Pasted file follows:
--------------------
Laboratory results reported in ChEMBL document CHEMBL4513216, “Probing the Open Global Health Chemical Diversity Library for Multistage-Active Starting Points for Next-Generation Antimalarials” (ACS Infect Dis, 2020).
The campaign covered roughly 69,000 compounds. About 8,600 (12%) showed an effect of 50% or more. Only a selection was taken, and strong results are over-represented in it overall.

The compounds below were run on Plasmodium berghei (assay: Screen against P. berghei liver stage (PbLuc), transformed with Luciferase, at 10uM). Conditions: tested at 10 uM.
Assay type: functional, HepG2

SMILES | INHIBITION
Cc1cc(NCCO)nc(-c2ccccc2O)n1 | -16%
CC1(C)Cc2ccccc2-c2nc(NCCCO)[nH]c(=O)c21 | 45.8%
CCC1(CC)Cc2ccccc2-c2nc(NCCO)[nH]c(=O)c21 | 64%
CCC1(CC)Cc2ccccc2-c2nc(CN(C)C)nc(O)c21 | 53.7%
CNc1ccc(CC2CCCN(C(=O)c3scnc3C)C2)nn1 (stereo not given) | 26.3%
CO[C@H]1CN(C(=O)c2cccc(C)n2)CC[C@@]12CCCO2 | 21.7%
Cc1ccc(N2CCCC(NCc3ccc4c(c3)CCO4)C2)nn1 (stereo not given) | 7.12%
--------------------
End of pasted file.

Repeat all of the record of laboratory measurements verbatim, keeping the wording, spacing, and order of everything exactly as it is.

Laboratory results reported in ChEMBL document CHEMBL4513216, “Probing the Open Global Health Chemical Diversity Library for Multistage-Active Starting Points for Next-Generation Antimalarials” (ACS Infect Dis, 2020).
The campaign covered roughly 69,000 compounds. About 8,600 (12%) showed an effect of 50% or more. Only a selection was taken, and strong results are over-represented in it overall.

The compounds below were run on Plasmodium berghei (assay: Screen against P. berghei liver stage (PbLuc), transformed with Luciferase, at 10uM). Conditions: tested at 10 uM.
Assay type: functional, HepG2

SMILES | INHIBITION
Cc1cc(NCCO)nc(-c2ccccc2O)n1 | -16%
CC1(C)Cc2ccccc2-c2nc(NCCCO)[nH]c(=O)c21 | 45.8%
CCC1(CC)Cc2ccccc2-c2nc(NCCO)[nH]c(=O)c21 | 64%
CCC1(CC)Cc2ccccc2-c2nc(CN(C)C)nc(O)c21 | 53.7%
CNc1ccc(CC2CCCN(C(=O)c3scnc3C)C2)nn1 (stereo not given) | 26.3%
CO[C@H]1CN(C(=O)c2cccc(C)n2)CC[C@@]12CCCO2 | 21.7%
Cc1ccc(N2CCCC(NCc3ccc4c(c3)CCO4)C2)nn1 (stereo not given) | 7.12%